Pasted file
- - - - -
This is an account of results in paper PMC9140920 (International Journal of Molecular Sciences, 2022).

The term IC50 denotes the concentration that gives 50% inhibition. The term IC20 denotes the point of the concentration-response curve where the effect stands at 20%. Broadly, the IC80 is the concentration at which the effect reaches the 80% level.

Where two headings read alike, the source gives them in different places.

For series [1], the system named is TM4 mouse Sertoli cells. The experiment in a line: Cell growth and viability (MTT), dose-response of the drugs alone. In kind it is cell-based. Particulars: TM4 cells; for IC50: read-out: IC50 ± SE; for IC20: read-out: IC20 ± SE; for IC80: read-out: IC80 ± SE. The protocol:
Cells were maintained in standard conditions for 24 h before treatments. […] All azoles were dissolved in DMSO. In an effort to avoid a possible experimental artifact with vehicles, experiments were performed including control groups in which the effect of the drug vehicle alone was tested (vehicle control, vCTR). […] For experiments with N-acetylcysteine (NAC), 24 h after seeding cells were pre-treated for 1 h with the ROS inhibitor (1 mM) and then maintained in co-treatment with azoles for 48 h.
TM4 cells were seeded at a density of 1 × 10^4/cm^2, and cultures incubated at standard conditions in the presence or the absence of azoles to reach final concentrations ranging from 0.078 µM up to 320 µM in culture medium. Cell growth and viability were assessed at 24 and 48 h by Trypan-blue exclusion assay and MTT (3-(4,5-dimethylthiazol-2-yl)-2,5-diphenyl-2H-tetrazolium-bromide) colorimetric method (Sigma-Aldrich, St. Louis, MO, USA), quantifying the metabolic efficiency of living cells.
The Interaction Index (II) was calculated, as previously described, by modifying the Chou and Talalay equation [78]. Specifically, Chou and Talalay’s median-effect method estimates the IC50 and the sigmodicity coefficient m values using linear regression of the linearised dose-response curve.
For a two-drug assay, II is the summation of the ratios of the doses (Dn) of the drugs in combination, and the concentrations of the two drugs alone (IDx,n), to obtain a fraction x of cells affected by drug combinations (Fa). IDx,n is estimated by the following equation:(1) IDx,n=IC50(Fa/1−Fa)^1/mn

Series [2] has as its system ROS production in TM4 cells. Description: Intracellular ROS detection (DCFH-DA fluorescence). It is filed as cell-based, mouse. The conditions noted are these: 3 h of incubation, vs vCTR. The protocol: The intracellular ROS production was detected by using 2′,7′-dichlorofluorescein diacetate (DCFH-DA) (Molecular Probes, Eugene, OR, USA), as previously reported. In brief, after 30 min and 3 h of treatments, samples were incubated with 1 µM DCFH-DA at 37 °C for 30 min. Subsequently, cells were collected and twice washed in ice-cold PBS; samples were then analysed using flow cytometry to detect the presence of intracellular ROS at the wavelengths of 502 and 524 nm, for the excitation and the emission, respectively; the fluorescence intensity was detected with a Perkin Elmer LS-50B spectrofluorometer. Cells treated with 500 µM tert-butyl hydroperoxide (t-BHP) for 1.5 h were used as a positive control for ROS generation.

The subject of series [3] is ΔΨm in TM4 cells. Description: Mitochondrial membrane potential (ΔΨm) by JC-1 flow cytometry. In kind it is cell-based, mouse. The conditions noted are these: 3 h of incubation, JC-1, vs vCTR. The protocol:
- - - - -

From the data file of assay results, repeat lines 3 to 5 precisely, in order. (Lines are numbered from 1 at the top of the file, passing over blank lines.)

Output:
Where two headings read alike, the source gives them in different places.

For series [1], the system named is TM4 mouse Sertoli cells. The experiment in a line: Cell growth and viability (MTT), dose-response of the drugs alone. In kind it is cell-based. Particulars: TM4 cells; for IC50: read-out: IC50 ± SE; for IC20: read-out: IC20 ± SE; for IC80: read-out: IC80 ± SE. The protocol:
Cells were maintained in standard conditions for 24 h before treatments. […] All azoles were dissolved in DMSO. In an effort to avoid a possible experimental artifact with vehicles, experiments were performed including control groups in which the effect of the drug vehicle alone was tested (vehicle control, vCTR). […] For experiments with N-acetylcysteine (NAC), 24 h after seeding cells were pre-treated for 1 h with the ROS inhibitor (1 mM) and then maintained in co-treatment with azoles for 48 h.